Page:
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"I promise, Suzy... Even if it takes the rest of my life." - Nancy G. Brinker, founder of Susan G. Komen for the Cure

What is Triple Negative Breast Cancer?

WHAT IS TRIPLE NEGATIVE BREAST CANCER?

Just in recent years, Triple Negative Breast Cancer has sparked interest in the news where instead of calling the tumor as ER-negative, PR-negative, and HER2-negative; researchers began using the shorthand term, "Triple Negative," dubbed the "new type" type of cancer. Being Triple Negative, you don't have a targeted therapy and that your only treatment option is chemotherapy.

Triple Negative is seen in about 15% of all breast cancers. Triple Negative is a very aggressive cancer that tends to strike younger women, pre-menopause, especially among African-American women and women who have BRCA1 mutations. The tumor tends to be fast growing and is less likely to show up on an annual mammogram. TN is more likely to metastasis early on; has a high rate of recurrence in the first 2-3 years from diagnosis and has a poorer prognosis than other types of breast cancer due to lack of specific, targeted treatment for TNBC.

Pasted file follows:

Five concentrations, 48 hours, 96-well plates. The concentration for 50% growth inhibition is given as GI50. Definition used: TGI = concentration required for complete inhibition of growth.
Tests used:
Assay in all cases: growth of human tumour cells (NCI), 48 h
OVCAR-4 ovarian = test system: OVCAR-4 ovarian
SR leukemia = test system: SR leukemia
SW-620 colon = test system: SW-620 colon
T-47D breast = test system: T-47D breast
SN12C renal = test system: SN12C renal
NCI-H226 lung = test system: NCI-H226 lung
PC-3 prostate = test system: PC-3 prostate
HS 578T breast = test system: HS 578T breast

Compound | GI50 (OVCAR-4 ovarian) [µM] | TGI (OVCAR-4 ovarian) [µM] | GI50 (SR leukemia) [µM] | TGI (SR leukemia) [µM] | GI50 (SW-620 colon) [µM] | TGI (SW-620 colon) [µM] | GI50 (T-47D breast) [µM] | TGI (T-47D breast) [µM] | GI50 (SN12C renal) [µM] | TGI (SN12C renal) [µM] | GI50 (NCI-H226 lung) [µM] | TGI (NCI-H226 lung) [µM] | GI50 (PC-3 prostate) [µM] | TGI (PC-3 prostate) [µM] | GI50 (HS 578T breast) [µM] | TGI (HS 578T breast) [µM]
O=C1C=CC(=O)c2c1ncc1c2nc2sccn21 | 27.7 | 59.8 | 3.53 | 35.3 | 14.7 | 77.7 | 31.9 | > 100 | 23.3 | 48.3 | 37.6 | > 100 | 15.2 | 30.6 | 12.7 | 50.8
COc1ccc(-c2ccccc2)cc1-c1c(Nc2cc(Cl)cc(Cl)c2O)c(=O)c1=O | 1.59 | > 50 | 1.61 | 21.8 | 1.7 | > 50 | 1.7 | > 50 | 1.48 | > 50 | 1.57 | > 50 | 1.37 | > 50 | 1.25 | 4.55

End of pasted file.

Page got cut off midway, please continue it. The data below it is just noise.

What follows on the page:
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to face whatever Tomorrow may bring.

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Monday, January 20, 2014

New Presurgery Combination Therapy May Improve Outcomes for Women With Triple-negative Breast Cancer


December 13, 2013
 
"The I-SPY 2 trial, an innovative, multidrug, phase II breast cancer trial, has yielded positive results with the first drug to complete testing in the trial. Adding the chemotherapy carboplatin and the molecularly targeted drug veliparib to standard presurgery chemotherapy improved outcomes for women with triple-negative breast cancer, according to results from the I-SPY 2 trial presented here at the 2013 San Antonio Breast Cancer Symposium, held Dec. 10–14..."

Dr. Hope Rugo
“As the trial progresses, it learns how different tumor subtypes respond to distinct novel agents, and through the adaptive trial design, women are assigned with higher probability to therapies that are performing better for patients with their subtypes,” said Hope S. Rugo, M.D., professor of medicine and director of breast oncology and clinical trials education at the UCSF Helen Diller Family Comprehensive Cancer Center in San Francisco..." 

http://www.aacr.org/home/public--media/aacr-in-the-news.aspx?d=3242
(Click link to full story)

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